The sound was very smooth and warm. The bass boost seemed more subtle to me than the Sadowsky, a little less growl than the Sadowsky, but it seemed a little more useful. Turning the Sadowsky past 50% was too much for me, whereas the Alleva Coppolo had useful tones from top to bottom. I also found that the treble was more useful. The bass was a little warmer, so the treble could add a little sparkle without too much edge. The pickups were single coils, so there is some hum if the pickups aren't at the same levels. Overall, this bass was nice, but I didn't like the gloss on the neck so I moved onto a five string.

      I was floored by the Alleva Coppolo 1600. It had a limited edition, spalted top. A nice light finish on the body and neck. The most comfortable neck of the basses that I tried today. The fit and finish was fantastic, better than the Standard 4 (which was preowned). (Although I do like the truss rod wheel on the Sadowsky's more...) I know that some people don't dig the headstocks, but in person, it was just beautiful. The bass was light and balanced well. Again, the preamp was really useful and transparent, but the 1600 also had a passive tone control like the VTC. Switching between passive and active was really transparent.

      Jimmy also told me about his plans for NAMM. He described some fantastic stuff, which I won't relay, but I'm excited for him. He seemed like a really nice guy and absolutely committed to delivering a quality product.

    3. Pensa Suhr.

      I played two Pensa Suhr's at Rudy's. I take back anything bad that I have ever said about Rudy's. Dean was in the shop and he was helping out some other customers. Let's just say that he has patience and seemed like a really nice guy. The Times Square crowd must be tough to deal with. They have a great selection, so if you want to stop by, I recommend seeing if Dean is there.

      I played a four string and a five string, both with sunburst finishes and rosewood boards. These were shop models and had some wear. Two band eq with bass boost and treble boost/cut. Switch for passive. I like the treble boost/cut. It provided a lot of useable tones. Neither Pensa rocked me like the Sadowsky or the Alleva Coppolo. The four string had a gloss neck, which I didn't like, but of course, they can make it any way that you like.

      Of the basses that I tried today, the Pensa five string neck felt most like a 4 string neck. Wider spacing at the nut than the other basses. Nice for digging in and slapping. The neck was also a little chunkier, but had a nice smooth finish and feel. I'll have to try these again sometime.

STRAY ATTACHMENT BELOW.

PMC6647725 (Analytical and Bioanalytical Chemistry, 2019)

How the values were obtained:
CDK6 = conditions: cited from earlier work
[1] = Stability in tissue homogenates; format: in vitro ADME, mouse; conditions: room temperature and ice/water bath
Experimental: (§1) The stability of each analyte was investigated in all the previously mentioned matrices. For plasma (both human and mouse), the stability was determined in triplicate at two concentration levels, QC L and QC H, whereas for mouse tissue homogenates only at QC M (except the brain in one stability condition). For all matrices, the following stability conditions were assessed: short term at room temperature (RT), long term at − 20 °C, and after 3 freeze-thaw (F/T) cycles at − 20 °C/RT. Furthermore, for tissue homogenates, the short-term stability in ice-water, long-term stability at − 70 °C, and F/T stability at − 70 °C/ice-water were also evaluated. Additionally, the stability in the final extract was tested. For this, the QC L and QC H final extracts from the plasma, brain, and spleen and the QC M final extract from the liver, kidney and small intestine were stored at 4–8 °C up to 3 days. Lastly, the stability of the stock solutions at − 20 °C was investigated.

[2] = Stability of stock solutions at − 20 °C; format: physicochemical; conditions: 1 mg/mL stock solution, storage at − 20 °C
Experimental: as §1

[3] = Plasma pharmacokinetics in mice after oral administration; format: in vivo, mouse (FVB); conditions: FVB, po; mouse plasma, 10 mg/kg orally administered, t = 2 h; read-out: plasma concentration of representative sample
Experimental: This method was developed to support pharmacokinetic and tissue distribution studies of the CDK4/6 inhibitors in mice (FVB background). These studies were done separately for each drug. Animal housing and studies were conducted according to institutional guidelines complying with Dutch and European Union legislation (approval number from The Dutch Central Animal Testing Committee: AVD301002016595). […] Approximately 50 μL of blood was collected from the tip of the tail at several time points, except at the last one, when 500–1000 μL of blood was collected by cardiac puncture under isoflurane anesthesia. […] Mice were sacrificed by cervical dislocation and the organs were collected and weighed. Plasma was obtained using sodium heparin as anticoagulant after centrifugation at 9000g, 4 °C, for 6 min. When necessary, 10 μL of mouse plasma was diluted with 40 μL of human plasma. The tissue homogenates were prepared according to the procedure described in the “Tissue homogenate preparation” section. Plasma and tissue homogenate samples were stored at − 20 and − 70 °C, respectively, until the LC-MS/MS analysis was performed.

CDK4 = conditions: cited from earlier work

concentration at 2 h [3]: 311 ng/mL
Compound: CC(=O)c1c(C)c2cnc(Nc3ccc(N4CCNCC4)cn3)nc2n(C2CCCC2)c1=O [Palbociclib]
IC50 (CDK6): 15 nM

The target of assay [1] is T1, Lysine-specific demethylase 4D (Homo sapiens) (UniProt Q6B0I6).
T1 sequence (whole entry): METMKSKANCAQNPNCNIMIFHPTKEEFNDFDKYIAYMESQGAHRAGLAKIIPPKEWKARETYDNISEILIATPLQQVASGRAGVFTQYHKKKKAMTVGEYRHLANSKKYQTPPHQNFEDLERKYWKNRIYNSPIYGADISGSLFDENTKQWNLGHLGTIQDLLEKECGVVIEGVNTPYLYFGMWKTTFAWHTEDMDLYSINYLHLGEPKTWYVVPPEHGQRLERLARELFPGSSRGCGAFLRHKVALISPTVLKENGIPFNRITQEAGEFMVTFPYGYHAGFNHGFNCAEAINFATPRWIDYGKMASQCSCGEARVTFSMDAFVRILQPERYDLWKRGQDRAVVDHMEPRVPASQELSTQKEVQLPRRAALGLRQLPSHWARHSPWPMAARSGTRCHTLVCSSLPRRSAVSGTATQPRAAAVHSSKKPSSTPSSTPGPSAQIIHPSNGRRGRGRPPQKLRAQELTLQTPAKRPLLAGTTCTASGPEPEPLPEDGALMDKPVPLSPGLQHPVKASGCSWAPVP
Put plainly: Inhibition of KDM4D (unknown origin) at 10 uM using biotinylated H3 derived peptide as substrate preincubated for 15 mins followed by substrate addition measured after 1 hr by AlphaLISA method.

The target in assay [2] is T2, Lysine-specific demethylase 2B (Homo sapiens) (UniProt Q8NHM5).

4. Fender.

      Trying to escape Times Square, I passed by Sam Ash and couldn't resist. I hadn't played a Fender yet today and I needed to get my bearings. I played a Marcus Miller and a Victor Bailey. I didn't spend a lot of time with either, because neither were particularly well set up, particularly the VB, which needed a serious adjustment. After playing the Sadowsky UV4, the Marcus Miller just didn't feel up to par. It just didn't have the Sadowsky rumble and the gloss on the neck bothered me. The VB seemed a little smoother to me, a little warmer, but was so poorly setup that I couldn't evaluate it. The guy at Sam Ash was very nice, but obviously tending holiday traffic.

    5. Summary.

      It's a little unfair to compare the basses, because I didn't play an NYC Sadowsky and the Fenders weren't even the same ballpark on price, but if had to put them in order (comparing apples to oranges), my list would be:

      1. Alleva Coppolo, 1600, limited edition
      2. Sadowsky Metro MV4
      3. Sadowsky Metro MV5
      4. Sadowsky Metro UV4
      5. Alleva Coppolo, Standard 4
      6. Sadowsky Metro M5
      7. Pensa Suhr 5 string
      8. Pensa Suhr 4 string
      9. Victor Bailey
      10. Marcus Miller
     
  2. BartmanPDX

    BartmanPDX Supporting Member

    Very interesting review!!

    An exceptionally nice lineup to try. :)
     
  3. Dr. Cheese

    Dr. Cheese Gold Supporting Member

    Mar 3, 2004
    Metro St. Louis
    That was nice, useful information.
     
  4. jokerjkny

    jokerjkny

    Jan 19, 2002
    NY / NJ / PHL
    love the AC preamp, but honestly, the headstocks are pretty ugly.
     
  5. Ale

    Ale

    Jul 5, 2006
    Europe
    Endorsing Artist: IGiG Cases